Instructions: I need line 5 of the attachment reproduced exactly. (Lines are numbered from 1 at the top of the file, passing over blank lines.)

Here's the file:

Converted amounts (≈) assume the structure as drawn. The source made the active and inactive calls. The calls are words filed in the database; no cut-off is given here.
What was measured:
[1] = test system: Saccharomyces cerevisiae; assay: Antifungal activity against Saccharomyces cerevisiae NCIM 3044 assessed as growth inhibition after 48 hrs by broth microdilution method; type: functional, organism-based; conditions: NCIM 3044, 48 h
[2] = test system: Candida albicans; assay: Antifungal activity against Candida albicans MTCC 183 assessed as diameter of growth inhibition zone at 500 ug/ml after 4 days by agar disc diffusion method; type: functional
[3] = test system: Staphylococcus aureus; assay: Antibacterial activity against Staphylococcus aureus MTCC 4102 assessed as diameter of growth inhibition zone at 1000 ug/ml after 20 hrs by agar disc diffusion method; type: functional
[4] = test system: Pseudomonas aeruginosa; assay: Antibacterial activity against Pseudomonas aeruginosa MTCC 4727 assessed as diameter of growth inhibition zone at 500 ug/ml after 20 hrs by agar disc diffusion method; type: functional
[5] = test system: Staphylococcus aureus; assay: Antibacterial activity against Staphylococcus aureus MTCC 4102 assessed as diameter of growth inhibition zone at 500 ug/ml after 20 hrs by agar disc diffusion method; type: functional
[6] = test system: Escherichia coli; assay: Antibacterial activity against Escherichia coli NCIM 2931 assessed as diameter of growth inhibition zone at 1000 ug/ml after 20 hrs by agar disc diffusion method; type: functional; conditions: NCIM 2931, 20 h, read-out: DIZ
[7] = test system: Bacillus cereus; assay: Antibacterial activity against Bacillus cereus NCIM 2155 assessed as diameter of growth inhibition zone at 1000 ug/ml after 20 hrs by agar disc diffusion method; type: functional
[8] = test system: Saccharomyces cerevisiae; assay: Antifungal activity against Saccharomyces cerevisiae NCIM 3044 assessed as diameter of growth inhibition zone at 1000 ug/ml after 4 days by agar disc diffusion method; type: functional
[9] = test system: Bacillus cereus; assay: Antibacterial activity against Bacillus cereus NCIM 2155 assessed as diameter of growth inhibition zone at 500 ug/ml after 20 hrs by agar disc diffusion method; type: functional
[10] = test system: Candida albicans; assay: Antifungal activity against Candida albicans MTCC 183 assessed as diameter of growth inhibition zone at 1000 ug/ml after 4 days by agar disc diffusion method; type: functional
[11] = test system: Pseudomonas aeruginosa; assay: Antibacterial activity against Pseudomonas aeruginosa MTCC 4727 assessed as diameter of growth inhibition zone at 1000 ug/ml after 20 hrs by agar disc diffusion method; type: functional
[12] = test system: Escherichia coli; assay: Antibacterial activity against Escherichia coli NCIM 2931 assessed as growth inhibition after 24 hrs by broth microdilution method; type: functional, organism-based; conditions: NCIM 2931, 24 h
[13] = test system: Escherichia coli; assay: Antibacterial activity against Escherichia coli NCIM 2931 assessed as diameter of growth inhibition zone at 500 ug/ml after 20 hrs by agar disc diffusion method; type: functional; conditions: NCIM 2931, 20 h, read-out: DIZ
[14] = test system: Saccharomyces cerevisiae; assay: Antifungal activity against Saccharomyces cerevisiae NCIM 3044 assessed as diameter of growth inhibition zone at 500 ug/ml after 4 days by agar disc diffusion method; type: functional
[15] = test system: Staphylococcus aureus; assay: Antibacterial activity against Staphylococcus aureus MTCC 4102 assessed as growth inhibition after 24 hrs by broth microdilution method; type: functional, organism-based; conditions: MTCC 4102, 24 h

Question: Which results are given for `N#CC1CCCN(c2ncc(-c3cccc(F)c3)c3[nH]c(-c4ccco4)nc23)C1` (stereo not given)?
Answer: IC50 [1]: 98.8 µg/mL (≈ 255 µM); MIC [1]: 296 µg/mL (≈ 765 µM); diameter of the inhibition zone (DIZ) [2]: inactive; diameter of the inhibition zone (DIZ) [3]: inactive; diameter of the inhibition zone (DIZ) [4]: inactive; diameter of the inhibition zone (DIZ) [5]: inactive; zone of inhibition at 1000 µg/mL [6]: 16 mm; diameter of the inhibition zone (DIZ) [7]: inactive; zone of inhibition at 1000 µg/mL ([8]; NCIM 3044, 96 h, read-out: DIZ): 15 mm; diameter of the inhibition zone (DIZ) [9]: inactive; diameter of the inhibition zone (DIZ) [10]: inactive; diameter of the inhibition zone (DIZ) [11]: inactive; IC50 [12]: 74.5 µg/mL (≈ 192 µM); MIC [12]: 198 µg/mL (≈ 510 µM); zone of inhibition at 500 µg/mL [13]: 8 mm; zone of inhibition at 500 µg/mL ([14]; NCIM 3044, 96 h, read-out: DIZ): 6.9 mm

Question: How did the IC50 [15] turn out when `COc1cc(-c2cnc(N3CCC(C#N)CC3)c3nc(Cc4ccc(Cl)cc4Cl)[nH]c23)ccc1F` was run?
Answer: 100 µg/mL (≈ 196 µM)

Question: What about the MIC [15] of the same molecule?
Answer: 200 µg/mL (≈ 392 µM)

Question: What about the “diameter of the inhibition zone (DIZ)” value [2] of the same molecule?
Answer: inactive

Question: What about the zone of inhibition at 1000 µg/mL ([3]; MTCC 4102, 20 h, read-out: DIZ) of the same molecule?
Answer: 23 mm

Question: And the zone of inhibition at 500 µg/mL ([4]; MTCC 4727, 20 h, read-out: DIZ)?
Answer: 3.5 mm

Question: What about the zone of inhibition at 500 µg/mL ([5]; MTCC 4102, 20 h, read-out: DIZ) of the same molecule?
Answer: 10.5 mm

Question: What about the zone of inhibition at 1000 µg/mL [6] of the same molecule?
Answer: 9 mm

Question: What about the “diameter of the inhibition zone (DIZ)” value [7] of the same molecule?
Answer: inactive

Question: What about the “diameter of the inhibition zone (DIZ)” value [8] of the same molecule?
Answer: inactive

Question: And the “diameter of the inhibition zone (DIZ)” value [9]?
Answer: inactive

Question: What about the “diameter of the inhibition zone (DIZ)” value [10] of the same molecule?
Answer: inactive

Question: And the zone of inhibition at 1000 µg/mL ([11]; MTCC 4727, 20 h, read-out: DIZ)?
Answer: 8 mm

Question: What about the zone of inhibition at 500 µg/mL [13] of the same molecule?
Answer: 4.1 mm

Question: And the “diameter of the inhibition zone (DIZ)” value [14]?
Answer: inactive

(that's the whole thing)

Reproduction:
[3] = test system: Staphylococcus aureus; assay: Antibacterial activity against Staphylococcus aureus MTCC 4102 assessed as diameter of growth inhibition zone at 1000 ug/ml after 20 hrs by agar disc diffusion method; type: functional